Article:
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Adele Tutter

ADELE TUTTER, M.D., Ph.D. is a practicing psychoanalyst and professor of psychiatry at Columbia University. She is the author of Dream House: An Intimate Portrait of the Philip Johnson Glass House (forthcoming from the University of Virginia Press) and coeditor of Grief and its Transcendence: Creativity, Memory, and Identity (Routledge). She is currently working on a second monograph, Mourning and Metamorphosis: Poussin's Ovidian Vision.


200 years after the end of her painting career, it’s high time Louise Élisabeth Vigée Le Brun (1755 – 1842), better known as Vigée Le Brun, had a major retrospective. An opportunity to see a sizeable amount of her work unlikely to be repeated anytime soon, it also helped save her from the almost certain obscurity that few female artists of her time escaped.

Taps for Joseph Beuys

After Joseph Beuys died in January 1986, my then-partner and now-husband, John Hudak, and I organized a mail art show in Philadelphia to honor his passing. It seemed the appropriate thing to do.

I See Paris, I See France…

…And yes, we see Thérèse’s underpants. The showstopper, “Thérèse Dreaming” (1938), gets deserved pride of place in this exhibition of paintings made by Balthus between 1937 and 1959.

Design for Dying

In ancient civilizations, miniature structures of everyday life or the imagined afterlife were often placed alongside the deceased in tombs and burial sites. We are familiar with the funeral boats of ancient Egypt and the terracotta soldiers of ancient China; far less well known are the architectural models found in ancient Mesoamerican and Andean tombs.

GIUSEPPE PENONE Indistinti confini / Indistinct Boundaries

The sculptures from which this extraordinary exhibition of selected new and older works by Giuseppe Penone takes its name—Indistinti confini, (Indistinct Boundaries)—look like ordinary tree trunks mounted on finished marble bases and covered with a thick coat of flat white paint, save for certain areas where the bark is peeled away, or where branches are cross-sectioned at their origin.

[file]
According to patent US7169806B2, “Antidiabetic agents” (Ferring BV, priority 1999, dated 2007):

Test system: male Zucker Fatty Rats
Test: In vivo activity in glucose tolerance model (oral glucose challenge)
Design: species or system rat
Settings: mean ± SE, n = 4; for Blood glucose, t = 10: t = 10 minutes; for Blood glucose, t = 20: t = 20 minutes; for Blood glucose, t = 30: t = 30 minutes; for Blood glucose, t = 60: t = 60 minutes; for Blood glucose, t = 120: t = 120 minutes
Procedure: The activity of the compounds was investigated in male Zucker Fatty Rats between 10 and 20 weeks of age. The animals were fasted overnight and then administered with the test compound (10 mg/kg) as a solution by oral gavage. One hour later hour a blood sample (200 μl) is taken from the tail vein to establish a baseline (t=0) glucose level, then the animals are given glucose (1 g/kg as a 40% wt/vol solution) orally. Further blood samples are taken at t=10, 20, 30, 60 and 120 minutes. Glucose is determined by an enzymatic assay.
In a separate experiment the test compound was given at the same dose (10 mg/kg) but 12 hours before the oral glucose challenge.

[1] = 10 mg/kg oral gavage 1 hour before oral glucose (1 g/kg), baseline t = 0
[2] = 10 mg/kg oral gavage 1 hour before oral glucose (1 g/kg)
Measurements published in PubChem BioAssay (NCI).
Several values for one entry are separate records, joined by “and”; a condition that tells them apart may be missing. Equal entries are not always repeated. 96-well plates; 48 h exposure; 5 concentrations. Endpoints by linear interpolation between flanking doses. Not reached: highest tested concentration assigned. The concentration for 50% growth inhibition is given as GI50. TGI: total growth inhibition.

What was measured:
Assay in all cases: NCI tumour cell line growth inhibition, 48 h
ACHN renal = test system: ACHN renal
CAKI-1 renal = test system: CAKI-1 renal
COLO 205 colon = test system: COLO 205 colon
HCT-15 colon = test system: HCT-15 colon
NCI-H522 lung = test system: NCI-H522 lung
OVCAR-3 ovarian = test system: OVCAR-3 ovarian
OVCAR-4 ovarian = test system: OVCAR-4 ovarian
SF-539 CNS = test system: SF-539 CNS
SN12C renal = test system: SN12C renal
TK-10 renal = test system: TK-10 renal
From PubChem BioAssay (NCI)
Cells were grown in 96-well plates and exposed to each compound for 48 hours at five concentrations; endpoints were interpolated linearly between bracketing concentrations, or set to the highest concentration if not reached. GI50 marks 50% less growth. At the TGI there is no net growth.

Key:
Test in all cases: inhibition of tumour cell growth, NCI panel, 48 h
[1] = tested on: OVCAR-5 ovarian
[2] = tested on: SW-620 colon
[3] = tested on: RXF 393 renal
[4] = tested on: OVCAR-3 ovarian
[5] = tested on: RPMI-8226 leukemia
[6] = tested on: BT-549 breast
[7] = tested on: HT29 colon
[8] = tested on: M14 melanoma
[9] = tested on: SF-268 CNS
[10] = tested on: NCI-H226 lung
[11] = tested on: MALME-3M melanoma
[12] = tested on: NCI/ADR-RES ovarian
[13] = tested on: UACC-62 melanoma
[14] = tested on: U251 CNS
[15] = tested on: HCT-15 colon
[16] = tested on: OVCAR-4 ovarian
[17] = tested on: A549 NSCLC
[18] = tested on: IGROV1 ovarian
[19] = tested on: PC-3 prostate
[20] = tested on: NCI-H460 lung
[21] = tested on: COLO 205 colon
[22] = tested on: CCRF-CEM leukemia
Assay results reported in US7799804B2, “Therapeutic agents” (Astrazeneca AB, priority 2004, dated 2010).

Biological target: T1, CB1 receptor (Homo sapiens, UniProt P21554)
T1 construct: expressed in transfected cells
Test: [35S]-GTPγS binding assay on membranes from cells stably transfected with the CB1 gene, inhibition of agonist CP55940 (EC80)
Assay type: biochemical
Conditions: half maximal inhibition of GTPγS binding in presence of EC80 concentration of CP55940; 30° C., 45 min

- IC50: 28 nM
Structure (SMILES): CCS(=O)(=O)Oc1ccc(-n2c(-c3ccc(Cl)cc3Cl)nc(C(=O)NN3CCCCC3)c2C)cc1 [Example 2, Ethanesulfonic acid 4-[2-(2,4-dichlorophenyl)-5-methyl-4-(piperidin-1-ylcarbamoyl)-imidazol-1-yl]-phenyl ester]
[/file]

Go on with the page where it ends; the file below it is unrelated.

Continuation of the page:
Streets That Tell Stories

Maria Morganti is one of those rare artists fortunate enough to have developed a seemingly inexhaustible idiom that is wholly her own—more meaningful than a gimmick, yet simple enough to sustain infinite variation.

Death Becomes Her: A Century of Mourning Attire

One hundred years ago saw the beginning of World War I and the end of the elaborately codified tradition of “wearing mourning.” As the phrase indicates, the word “mourning” had by that time become synonymous with the apparel worn, mainly by women, during the formal mourning period, transforming the internal process of grieving the dead into a codified expression and performance of this process.

Madame Cézanne

This exhibition of Paul Cézanne’s images of his most frequently portrayed model, his wife, Hortense Fiquet (1850 – 1922), includes 24 of the 29 known paintings of her, three watercolors, fourteen drawings, and three sketchbooks.


The Brooklyn Rail

NOV 2023

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